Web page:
Home > 2014 SD Legislative Session, Education > South Dakota 2014 Legislature: Making teacher evaluations private via HB 1030

South Dakota 2014 Legislature: Making teacher evaluations private via HB 1030

January 24, 2014

liftarn_English_lawyer_early_20th_century.The House Education committee just debated and passed House Bill 1030. The stated purpose of this bill is to “provide for the confidentiality of certain evaluation data.” Here is the entire text of this bill:

FOR AN ACT ENTITLED, An Act to provide for the confidentiality of certain evaluation data.
Section 1. That chapter 13-42 be amended by adding thereto a NEW SECTION to read as follows:
    Any record or document, regardless of physical form, created by a public school, public school district, or any other school in connection with the evaluation of an individual teacher, principal, or other school employee constitutes personnel information and is not open to inspection or copying pursuant to subdivision 1-27-1.5(7).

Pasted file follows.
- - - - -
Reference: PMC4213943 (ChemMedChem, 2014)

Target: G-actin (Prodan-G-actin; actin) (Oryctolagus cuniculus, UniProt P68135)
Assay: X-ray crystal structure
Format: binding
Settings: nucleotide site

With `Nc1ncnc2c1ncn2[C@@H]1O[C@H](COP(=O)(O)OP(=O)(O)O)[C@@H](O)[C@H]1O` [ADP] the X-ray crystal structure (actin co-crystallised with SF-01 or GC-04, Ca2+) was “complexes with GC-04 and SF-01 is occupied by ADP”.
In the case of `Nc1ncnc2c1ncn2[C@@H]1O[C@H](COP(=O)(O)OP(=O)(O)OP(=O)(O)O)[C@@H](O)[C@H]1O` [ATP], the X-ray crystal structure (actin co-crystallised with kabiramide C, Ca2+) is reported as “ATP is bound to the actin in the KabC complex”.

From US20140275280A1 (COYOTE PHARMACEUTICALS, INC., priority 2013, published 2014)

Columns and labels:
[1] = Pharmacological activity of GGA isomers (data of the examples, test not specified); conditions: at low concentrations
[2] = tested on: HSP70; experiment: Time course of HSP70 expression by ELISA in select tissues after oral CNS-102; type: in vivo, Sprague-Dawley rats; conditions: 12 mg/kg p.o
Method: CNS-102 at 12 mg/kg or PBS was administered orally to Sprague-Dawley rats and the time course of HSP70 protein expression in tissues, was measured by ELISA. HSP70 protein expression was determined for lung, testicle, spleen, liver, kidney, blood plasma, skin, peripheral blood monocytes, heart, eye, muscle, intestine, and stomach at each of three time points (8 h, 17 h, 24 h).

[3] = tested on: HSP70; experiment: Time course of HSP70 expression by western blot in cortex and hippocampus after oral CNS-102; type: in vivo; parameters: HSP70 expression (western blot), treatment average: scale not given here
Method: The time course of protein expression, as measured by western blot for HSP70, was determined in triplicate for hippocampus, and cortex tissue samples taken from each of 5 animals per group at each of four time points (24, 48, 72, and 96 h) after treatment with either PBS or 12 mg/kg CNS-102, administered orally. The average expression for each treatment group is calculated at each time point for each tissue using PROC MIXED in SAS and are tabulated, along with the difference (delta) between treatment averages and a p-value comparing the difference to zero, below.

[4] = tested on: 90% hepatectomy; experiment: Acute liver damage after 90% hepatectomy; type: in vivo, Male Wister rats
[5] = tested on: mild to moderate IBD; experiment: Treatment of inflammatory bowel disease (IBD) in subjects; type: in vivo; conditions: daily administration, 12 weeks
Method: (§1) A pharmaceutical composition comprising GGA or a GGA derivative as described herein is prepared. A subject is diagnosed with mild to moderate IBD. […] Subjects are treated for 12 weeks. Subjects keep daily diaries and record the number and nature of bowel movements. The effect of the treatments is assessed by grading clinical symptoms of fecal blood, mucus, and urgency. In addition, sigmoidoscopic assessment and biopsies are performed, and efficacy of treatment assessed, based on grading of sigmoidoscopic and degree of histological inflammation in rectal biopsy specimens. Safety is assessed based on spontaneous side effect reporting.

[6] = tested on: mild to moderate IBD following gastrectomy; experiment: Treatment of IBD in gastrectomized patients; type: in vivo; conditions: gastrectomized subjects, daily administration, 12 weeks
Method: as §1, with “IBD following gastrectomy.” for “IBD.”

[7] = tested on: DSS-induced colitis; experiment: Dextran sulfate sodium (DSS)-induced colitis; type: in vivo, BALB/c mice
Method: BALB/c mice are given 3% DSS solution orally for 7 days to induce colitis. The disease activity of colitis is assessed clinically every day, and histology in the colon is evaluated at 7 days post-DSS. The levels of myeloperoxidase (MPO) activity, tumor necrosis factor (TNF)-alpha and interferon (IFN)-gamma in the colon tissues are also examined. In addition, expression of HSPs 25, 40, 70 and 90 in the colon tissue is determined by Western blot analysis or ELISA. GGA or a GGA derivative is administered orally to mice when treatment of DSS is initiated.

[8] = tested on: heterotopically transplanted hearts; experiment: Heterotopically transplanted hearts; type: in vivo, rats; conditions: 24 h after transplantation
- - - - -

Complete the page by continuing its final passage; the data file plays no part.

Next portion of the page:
This is an interesting bill. As an advocate of privacy rights, I could argue this bill would appear to be good on the surface. The personal data of the teachers in South Dakota should not be allowed into the public domain. Yet at the same time I would question whether everything in a teacher evaluation file should be considered ‘private’.

HR Departments for private companies are required to safeguard personnel files and ensure the data is not shared. Public entities, such as school districts, are also required to protect the private data of employees. And rightfully so. Any organization that has records for people’s data should take every step to secure that data.

Yet at the same time teachers are paid using taxpayer dollars to teach our children. Should parents and other taxpayers in a community have the right to know if the teachers hired by a school district are performing well? I still would likely side with the teachers in keeping the actual records private by default. But there needs to be a mechanism that allows the evaluations to become public if requested. In such circumstances private data (such as SSN, birth-date, etc..) can be redacted and appropriate evaluations made available to the public for scrutiny.